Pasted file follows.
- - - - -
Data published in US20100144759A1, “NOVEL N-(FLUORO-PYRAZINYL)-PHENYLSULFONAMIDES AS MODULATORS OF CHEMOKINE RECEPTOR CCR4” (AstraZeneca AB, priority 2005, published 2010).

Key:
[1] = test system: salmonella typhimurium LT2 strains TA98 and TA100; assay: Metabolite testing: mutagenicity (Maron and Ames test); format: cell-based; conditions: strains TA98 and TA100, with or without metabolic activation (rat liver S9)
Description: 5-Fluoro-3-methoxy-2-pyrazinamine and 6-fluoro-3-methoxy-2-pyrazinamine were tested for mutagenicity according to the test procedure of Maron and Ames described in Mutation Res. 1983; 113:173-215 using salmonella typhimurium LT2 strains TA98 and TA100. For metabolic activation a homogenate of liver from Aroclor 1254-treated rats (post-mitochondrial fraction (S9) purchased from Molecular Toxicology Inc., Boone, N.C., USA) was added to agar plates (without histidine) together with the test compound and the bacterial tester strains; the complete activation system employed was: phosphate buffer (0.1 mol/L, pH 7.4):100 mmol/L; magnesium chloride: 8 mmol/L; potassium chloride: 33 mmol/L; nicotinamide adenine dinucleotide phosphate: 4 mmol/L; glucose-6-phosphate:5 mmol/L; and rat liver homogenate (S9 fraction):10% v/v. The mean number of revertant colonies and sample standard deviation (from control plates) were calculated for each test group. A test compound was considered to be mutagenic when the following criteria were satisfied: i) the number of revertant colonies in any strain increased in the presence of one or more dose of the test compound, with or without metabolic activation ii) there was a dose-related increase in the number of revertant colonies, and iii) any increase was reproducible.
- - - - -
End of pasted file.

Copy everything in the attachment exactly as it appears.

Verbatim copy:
Data published in US20100144759A1, “NOVEL N-(FLUORO-PYRAZINYL)-PHENYLSULFONAMIDES AS MODULATORS OF CHEMOKINE RECEPTOR CCR4” (AstraZeneca AB, priority 2005, published 2010).

Key:
[1] = test system: salmonella typhimurium LT2 strains TA98 and TA100; assay: Metabolite testing: mutagenicity (Maron and Ames test); format: cell-based; conditions: strains TA98 and TA100, with or without metabolic activation (rat liver S9)
Description: 5-Fluoro-3-methoxy-2-pyrazinamine and 6-fluoro-3-methoxy-2-pyrazinamine were tested for mutagenicity according to the test procedure of Maron and Ames described in Mutation Res. 1983; 113:173-215 using salmonella typhimurium LT2 strains TA98 and TA100. For metabolic activation a homogenate of liver from Aroclor 1254-treated rats (post-mitochondrial fraction (S9) purchased from Molecular Toxicology Inc., Boone, N.C., USA) was added to agar plates (without histidine) together with the test compound and the bacterial tester strains; the complete activation system employed was: phosphate buffer (0.1 mol/L, pH 7.4):100 mmol/L; magnesium chloride: 8 mmol/L; potassium chloride: 33 mmol/L; nicotinamide adenine dinucleotide phosphate: 4 mmol/L; glucose-6-phosphate:5 mmol/L; and rat liver homogenate (S9 fraction):10% v/v. The mean number of revertant colonies and sample standard deviation (from control plates) were calculated for each test group. A test compound was considered to be mutagenic when the following criteria were satisfied: i) the number of revertant colonies in any strain increased in the presence of one or more dose of the test compound, with or without metabolic activation ii) there was a dose-related increase in the number of revertant colonies, and iii) any increase was reproducible.